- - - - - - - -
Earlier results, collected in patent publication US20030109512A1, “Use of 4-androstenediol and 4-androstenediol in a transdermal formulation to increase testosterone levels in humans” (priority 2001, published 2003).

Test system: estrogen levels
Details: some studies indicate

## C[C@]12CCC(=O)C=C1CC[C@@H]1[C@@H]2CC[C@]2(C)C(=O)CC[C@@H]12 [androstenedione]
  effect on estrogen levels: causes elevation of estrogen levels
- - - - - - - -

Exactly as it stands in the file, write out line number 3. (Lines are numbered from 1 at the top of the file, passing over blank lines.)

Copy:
Details: some studies indicate